This biotope (SS.SMp.KSwSS.SlatCho) occurs on sheltered, very sheltered and extremely sheltered infralittoral sediments from 0-10m (JNCC, 2015). Understanding how sea-level rise will affect tidal energy is fraught with uncertainty, although evidence appears to suggest that any alterations will be non-linear (Pickering et al., 2012, Li et al., 2016). Modelling potential outcomes of sea-level rise on the tidal and residual currents in the Bohai Sea, China showed effects were site-dependent, with energy either increasing or decreasing (Li et al., 2016). Similarly, Pickering et al. (2012) found a similar pattern around the UK for tidal amplitude. 

    Saccharina latissima occurs in a wide range of water flow rates, from strong tidal currents to areas with low wave exposure (Birkett et al., 1998b). Therefore, Saccharina latissima is unlikely to be affected by a change in water flow. 

    Chorda filum sporophytes often grow on unstable objects, such as pebbles and shell. Owing to the typically unstable substratum on which Chorda filum grows, whole populations can be moved during storms and deposited in more sheltered locations where development will continue (South & Burrows, 1967). A large increase in near-shore wave height is likely to significantly influence biotope structure. As highlighted by Connor et al. (2004), sub-biotopes within SS.SMp.KSwSS.SlatR are largely distinguished by wave exposure

    Sensitivity assessment.  The biotope is recorded from 0 to 10 m in depth (JNCC, 2015). This biotope may be able to expand its range and migrate landwards to compensate for sea-level rise, if not constrained by lack of tide-swept rock, or human-modified shorelines (IPCC, 2019). If landward migration is not possible, it is expected that depth distribution of this biotope will shrink substantially in response to a 50, 70 or 107 cm sea-level rise, without the possibility of recovery, due to the increased depth, leading to a reduction in light availability for photosynthesis.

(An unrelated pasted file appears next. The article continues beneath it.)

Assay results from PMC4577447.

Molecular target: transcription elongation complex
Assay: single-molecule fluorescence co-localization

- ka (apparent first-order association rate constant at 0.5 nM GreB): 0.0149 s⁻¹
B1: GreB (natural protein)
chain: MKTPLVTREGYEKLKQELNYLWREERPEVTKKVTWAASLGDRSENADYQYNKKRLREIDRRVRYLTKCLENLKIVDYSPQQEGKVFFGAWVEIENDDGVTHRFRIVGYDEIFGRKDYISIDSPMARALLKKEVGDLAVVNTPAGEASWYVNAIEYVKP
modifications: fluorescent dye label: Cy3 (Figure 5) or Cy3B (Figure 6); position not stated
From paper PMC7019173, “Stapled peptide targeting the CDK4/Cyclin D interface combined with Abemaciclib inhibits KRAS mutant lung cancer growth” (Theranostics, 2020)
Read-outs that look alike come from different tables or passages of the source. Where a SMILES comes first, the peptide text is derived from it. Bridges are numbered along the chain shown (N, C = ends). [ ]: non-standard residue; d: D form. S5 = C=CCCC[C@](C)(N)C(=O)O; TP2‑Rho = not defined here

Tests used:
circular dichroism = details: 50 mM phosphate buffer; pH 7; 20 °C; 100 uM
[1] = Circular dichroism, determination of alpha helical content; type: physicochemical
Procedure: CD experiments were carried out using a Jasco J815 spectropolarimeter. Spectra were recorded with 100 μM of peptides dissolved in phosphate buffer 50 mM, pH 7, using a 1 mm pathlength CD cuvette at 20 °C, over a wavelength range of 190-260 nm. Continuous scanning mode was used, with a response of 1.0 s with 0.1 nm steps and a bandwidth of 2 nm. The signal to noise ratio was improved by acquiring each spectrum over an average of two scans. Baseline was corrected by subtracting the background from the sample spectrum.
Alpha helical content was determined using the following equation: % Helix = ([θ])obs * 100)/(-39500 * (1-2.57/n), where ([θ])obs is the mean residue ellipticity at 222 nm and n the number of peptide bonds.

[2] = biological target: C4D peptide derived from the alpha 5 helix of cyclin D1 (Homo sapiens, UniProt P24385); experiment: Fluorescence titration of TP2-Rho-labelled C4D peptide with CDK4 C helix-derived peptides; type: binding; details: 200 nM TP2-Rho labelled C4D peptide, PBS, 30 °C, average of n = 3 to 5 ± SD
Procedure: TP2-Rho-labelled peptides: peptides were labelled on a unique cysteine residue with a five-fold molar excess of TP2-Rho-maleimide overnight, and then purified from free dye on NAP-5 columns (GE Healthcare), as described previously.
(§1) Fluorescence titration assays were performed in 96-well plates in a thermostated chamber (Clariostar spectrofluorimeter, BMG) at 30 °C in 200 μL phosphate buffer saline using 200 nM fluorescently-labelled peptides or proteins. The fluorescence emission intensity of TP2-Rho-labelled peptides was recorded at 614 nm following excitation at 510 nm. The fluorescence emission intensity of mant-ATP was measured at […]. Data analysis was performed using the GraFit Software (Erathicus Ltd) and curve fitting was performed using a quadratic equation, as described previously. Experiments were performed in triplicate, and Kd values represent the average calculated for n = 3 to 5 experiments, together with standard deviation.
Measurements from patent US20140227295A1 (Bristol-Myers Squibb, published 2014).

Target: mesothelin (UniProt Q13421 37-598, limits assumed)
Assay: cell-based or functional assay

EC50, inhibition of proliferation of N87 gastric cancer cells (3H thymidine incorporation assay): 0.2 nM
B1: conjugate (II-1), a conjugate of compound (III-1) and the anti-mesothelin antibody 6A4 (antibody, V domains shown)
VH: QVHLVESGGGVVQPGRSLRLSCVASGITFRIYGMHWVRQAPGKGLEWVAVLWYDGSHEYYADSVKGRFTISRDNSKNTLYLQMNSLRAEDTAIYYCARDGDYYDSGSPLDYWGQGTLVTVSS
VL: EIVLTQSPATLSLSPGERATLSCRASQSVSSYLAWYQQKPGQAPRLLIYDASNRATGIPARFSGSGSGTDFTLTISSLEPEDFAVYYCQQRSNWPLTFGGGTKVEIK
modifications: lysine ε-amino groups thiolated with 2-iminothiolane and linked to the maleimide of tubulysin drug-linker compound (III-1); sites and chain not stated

There is likely to be considerable variation between sites, the relative contribution of wave surge and exposure to habitat suitability, and the depth range occupied by the biotope. Hence, it is difficult to assess the effect of the different sea-level rise scenarios. However, as the biotope can occur from 0-10 m in depth, it is assumed at a sea-level rise of 50 cm, or 70 cm (middle to high emission scenarios) would have limited effect but that a 107 cm rise (the extreme emission scenario) might result in loss of some of the deeper extent of the biotope in some sites. Therefore, resistance is assessed as ‘High’ under the middle and high emission scenarios so that resilience is ‘High’ and sensitivity assessed as ‘Not sensitive’. But resistance may be ‘Medium’ under the extreme emission scenario so that resilience is ‘Very low’ and sensitivity assessed as ‘Medium’, albeit with ‘Low’ confidence.

    Hydrological Pressures

    Use / to open/close text displayedResistanceResilienceSensitivity
    None High Medium
    Q: High
    A: High
    C: High
    Q: High
    A: High
    C: High
    Q: High
    A: High
    C: High